Garden Photo of the Day

Treasuring Bees in the Garden

We can all do simple things to help bees thrive

Sherry Elder of Fancy Farm, Kentucky, sent in these photos of two of her favorite things together: yellow flowers and bees.

More and more gardeners are realizing how important it is to make our gardens not only beautiful but safe places for critically important pollinators such as bees to exist. Luckily, often the goal of making a beautiful garden and supporting pollinators overlap. We love abundant flowers all season long, and that is also the main thing bees need to thrive! Avoiding the use of pesticides and adding some native plants to your garden will make a pollinator paradise.

A honeybee sipping nectar. Bees and other pollinators get most of their energy from the sugary nectar produced by many flowers. Listen to an episode about plants for pollinators on our podcast, Let’s Argue About Plants.


Another honeybee on a dandelion flower. The large orange lumps on either side of the bee are pollen sacks. In addition to nectar, bees eat a lot of protein-rich pollen. Honeybees, though critically important for so much of our agriculture, are not native to North America. They, like the dandelion the bee is feeding on, came with human colonists from Europe.


Though honeybees are not native to the Americas, we do have many native bees. This is a bumblebee, probably the common eastern bumblebee (Bombus impatiens), which is one of 46 different species of bumblebees native to North America.


Though honeybees get a lot more attention, native bees like bumblebees are also critically important to our ecosystem, and many of them are suffering greatly from habitat loss, new diseases, and pesticide use. Providing pesticide-free, flower-filled spaces for them in our gardens can do a lot to help these beautiful insects thrive. And don’t discount “weeds.” Dandelions are not native to North America, and few people plant them on purpose, but they are still a wonderful source of food for many different native insects.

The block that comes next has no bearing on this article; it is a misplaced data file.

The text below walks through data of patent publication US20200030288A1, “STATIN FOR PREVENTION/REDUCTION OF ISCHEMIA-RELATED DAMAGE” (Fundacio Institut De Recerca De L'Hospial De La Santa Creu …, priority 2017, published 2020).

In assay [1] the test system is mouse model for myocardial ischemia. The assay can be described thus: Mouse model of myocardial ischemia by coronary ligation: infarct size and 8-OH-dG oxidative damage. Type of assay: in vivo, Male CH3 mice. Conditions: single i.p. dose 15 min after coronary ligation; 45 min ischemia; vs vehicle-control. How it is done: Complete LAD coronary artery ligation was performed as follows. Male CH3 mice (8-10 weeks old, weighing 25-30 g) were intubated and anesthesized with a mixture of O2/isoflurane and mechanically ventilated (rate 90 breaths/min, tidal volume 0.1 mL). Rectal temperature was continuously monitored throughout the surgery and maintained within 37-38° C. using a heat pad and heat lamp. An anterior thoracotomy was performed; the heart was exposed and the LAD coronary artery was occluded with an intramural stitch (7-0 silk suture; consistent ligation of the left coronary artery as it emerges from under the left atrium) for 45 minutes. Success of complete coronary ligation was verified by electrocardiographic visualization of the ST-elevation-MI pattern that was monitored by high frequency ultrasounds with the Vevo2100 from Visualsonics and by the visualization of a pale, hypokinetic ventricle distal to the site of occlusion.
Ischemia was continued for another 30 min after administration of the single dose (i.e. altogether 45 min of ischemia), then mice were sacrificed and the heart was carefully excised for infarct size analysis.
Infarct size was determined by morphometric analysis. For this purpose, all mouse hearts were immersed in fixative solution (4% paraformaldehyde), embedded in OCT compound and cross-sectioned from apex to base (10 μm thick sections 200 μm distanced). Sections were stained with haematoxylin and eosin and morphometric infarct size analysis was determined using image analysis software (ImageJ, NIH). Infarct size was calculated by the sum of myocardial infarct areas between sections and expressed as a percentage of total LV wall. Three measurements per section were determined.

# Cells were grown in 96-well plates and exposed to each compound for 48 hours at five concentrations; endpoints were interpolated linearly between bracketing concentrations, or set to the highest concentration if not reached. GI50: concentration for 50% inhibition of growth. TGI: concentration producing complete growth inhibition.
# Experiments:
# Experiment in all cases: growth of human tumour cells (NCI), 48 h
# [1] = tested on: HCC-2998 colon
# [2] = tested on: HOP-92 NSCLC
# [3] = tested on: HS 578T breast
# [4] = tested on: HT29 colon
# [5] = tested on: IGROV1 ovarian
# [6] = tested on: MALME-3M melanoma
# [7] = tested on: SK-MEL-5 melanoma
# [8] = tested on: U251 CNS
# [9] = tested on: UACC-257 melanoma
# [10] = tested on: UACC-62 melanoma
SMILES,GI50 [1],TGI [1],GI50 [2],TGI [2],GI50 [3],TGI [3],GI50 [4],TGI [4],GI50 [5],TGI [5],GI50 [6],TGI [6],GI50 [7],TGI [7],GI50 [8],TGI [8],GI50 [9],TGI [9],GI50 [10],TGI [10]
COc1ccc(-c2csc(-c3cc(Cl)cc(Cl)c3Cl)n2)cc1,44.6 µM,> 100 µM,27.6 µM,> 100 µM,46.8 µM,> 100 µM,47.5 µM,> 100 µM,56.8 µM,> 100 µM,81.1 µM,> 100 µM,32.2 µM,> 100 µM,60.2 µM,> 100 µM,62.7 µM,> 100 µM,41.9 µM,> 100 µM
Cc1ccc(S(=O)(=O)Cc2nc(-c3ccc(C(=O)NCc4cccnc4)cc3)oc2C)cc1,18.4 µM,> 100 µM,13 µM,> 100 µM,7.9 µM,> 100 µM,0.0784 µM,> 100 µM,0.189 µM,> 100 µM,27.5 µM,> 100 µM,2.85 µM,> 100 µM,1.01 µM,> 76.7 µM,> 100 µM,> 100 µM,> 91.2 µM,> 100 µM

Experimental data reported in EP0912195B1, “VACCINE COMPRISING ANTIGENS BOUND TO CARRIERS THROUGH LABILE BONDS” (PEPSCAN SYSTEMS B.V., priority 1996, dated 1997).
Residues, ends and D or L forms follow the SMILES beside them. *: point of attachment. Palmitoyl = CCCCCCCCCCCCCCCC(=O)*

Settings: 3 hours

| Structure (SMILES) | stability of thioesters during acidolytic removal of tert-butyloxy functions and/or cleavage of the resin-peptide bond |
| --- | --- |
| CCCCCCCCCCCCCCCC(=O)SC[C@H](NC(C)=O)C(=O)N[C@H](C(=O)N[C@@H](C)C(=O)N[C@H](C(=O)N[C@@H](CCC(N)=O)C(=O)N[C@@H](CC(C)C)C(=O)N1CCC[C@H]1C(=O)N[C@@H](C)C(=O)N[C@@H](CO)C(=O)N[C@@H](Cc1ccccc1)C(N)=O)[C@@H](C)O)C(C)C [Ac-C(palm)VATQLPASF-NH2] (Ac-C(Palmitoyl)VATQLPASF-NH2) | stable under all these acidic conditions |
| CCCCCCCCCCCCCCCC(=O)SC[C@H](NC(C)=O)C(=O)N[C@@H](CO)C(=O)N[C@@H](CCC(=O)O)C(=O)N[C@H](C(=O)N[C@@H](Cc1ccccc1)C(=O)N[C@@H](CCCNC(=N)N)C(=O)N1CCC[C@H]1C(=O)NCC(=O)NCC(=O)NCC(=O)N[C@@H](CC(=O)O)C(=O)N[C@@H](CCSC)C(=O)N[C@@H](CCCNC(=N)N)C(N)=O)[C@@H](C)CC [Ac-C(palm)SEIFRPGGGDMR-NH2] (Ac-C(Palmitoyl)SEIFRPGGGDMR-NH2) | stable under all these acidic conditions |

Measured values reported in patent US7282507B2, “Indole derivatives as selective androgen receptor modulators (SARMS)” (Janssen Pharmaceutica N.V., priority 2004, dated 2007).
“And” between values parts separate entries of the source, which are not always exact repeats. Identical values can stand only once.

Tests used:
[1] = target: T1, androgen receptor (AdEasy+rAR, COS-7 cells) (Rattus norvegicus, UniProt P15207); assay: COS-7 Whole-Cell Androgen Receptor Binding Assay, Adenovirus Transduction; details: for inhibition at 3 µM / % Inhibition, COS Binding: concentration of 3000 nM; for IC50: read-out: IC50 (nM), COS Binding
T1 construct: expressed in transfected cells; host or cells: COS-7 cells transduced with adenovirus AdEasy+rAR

Many people fear being stung by bees, but most bees are not aggressive, particularly when they are feeding on flowers. Usually as long as you don’t swat at or step on them, they will leave you alone and keep focused on the important work they do for our agricultural system and the larger ecosystem.


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View Comments


  1. User avater
    meander_michaele 09/21/2018

    Beautiful photos, Sherry...each one special in its own way. I think I'm most taken by the first bumblebee's quite captivating how he is burrowing into the delicate tendrils of the flower petals. I keep going back to that one and marveling at its intricacy.

  2. User avater
    treasuresmom 09/21/2018

    Great photos!

  3. User avater
    user-7007816 09/21/2018

    Sherry, some great photos and a valuable reminder of the importance of bees. Thank-you

  4. Chris_N 09/21/2018

    Very nice photos. I like dandelions because they are a good early source of nectar and pollen. Research has shown, though, that they are lacking in certain proteins so bees can't survive on them alone. The best advice is to grow a variety of flowers. Darn, need to add more plants to the garden! ;-)

  5. User avater
    user_9910 09/21/2018

    Thanks for the nice comments. I love bees!

  6. btucker9675 09/21/2018

    Love the bees!!

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